REVIEW: ‘Ways To Leave A Body’—World Premiere of two short plays at Cutting Ball (****)

by Charles Kruger

In “Restoration Master Reset,” Winona (Eliza Bolvin), traumatized by illness, looks with suspicion on her lover/caregiver Rhys (Kaitlyn Ortega). Photo Credit: Cutting Ball Theater.
Reviewed by a voting member of the San Francisco Bay Area Theatre Critics Circle.

I can’t get this performance out of my mind.

“Ways To Leave A Body” consists of two short plays which explore how someone might respond to trauma. In “Restoration Master Reset” by Alexa Derman, a young college student struggles, with the help of her girlfriend, to deal with the chronic effects of persistent Lyme Disease, contracted when she was a child. In “True Romance” by Roxie Perkins, another young woman is dealing with the aftermath of a complex relationship and possible rape (I’m not exactly sure).

It has been a nearly a week since I attended, and left the theatre feeling somewhat irritated and puzzled, not at all pleased. Yet, in spite of that reaction, I continue to process this material after all these days.

So what did I see? Two short plays which don’t seem like plays at all, in that neither one really tells a story. Each is more like an exploration of a psychological state in which a traumatized person is effectively cut off from herself, or disassociated.

For Winona, the girl with Lyme disease in “Restoration Master Reset,” this disassociation takes the form of an obsessive denial about the medical facts of her illness, a fascination with unproven cures, other possible diseases, and deep suspicion, all leading to confusion and depression that her thoroughly devoted girlfriend can’t seem to relieve. In the second play, two young lovers are so disassociated that their voices and their bodies are separate entities. As a young man and woman interact with various degrees of intimacy, they communicate entirely in mime while another actor performs as a voiceover.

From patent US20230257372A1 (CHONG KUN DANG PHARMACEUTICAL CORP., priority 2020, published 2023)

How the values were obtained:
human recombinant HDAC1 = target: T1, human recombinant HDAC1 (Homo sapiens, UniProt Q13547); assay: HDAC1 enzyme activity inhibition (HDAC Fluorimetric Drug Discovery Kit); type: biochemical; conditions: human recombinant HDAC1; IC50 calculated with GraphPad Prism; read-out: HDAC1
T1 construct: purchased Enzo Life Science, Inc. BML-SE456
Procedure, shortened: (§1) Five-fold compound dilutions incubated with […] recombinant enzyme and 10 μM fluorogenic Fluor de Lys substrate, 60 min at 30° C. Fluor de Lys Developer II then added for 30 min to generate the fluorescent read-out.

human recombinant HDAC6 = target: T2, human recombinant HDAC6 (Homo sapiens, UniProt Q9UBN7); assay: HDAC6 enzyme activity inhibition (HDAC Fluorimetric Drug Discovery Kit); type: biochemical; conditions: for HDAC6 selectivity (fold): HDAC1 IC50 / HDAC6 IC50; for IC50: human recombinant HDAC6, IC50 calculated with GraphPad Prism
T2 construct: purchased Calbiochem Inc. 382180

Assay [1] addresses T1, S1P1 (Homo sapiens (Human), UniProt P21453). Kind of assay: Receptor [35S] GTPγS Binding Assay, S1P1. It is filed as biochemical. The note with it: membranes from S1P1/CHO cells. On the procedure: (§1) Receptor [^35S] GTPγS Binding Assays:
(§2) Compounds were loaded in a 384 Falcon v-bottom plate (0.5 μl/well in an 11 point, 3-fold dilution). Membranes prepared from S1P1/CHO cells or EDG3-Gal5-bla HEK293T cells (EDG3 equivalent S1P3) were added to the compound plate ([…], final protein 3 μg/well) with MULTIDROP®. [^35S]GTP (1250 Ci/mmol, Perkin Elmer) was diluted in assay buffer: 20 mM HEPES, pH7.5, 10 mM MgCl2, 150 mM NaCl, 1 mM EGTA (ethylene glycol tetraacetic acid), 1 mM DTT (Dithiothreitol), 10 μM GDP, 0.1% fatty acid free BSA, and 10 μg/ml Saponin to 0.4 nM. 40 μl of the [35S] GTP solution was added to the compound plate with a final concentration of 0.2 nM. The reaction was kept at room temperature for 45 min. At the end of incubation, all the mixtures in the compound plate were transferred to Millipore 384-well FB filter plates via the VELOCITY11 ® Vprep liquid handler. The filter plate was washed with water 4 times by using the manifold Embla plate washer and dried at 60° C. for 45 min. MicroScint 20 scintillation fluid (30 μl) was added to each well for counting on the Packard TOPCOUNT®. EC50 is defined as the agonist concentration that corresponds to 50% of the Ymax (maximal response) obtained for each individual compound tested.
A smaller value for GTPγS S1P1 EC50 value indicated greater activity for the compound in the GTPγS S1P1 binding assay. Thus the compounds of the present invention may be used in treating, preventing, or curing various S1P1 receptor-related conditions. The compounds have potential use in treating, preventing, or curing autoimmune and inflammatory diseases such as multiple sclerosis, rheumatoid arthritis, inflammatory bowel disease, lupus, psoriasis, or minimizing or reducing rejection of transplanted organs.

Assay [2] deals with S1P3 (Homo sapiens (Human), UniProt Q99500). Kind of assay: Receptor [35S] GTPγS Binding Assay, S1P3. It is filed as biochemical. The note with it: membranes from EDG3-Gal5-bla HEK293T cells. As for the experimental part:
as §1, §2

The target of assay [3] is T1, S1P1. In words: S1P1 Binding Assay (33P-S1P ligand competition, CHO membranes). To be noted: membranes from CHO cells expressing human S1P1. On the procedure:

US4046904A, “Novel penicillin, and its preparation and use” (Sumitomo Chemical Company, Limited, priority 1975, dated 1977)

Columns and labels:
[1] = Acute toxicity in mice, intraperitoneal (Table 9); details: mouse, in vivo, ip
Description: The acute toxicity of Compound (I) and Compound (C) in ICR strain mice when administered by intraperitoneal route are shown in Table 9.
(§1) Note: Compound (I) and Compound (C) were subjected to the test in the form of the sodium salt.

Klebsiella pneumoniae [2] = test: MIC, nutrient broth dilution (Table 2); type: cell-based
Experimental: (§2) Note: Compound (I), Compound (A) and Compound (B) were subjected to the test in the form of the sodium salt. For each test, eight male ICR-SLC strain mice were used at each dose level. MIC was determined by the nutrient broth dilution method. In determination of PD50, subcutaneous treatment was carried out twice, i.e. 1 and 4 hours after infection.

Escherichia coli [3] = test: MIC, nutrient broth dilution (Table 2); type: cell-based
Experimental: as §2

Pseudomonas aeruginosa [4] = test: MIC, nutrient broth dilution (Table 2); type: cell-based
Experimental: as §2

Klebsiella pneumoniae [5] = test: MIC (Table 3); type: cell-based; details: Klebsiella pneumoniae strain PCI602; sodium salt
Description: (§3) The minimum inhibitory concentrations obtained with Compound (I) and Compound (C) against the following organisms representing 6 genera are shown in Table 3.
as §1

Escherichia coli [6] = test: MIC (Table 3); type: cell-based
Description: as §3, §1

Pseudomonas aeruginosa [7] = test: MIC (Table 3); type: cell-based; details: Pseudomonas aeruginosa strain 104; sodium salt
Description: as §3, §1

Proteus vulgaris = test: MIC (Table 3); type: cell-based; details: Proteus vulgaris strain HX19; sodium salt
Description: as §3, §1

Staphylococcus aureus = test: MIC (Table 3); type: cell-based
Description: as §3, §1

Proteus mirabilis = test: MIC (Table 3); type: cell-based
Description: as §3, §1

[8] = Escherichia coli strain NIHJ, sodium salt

In both plays, the situation is fascinating, the performances technically proficient, but nothing seems to happen. Each piece is like an endless loop of obsessed frustration. As I watched, I became increasingly discomfited, wanting to escape. By the end of the evening, I realized I was enormously impressed with the actor’s technical excellence, while at the same time feeling utterly unsatisfied. I wrote in my notes: “Never have I seen a theatrical company work so hard for so little.”

And yet, I go back to where I began: “I can’t get this performance out of my mind.” Why is that?

I think that these two plays, in spite of all the irritation I felt as an audience member, did an extraordinary job of leading me to experience a deep empathy with the characters’ predicament. The irritation and frustration I felt in performance was not simply what I might feel from sitting through something that is not stageworthy, but rather it precisely provoked in me the kind of obsession and frustration and desperation that the characters were experiencing as they struggled with the alienating effects of their respective traumas.

As a result of seeing this work, I believe I will never again feel the same about friends living with chronic illness, disabilities, or PTSD from past abuse: my capacity to emphasize, I suspect, has been permanently deepened. Sitting through a puzzling evening of unusual theatre seems a small price to pay.

Even though I can’t say that this production is anything like a fun night on the town, I would recommend it to anybody willing to make a very significant effort to engage with something different, powerful, and brave.

“Ways To Leave A Body” continues at Cutting Ball Theater through February 9th. For further information click here.

Rating: **** (For an explanation of TheatreStorm’s rating scale, click here.)

Please Read This (click here)

Ways To Leave A Body,” two new plays presented by Cutting Ball Theater.

“Restoration Master Reset” by Alexa Derman. Directed by Allie Moss. Cast—Winona: Eliza Bolvin. Rhys:” Kaitlyn Ortega. Expert Advice: Renee Rogoff.

“True Romance” by Roxie Perkins. Directed by Maya Herbsman. Cast—Body: Eliza Boivin. Voice: Renee Rogoff. Lover: Adam Niemann.

Scenic and Properties Designer: Adeline Smith. Costume Designer: Addison McDowell. Lighting Designer: Haley Miller. Sound Designer: Sara Witsch. 

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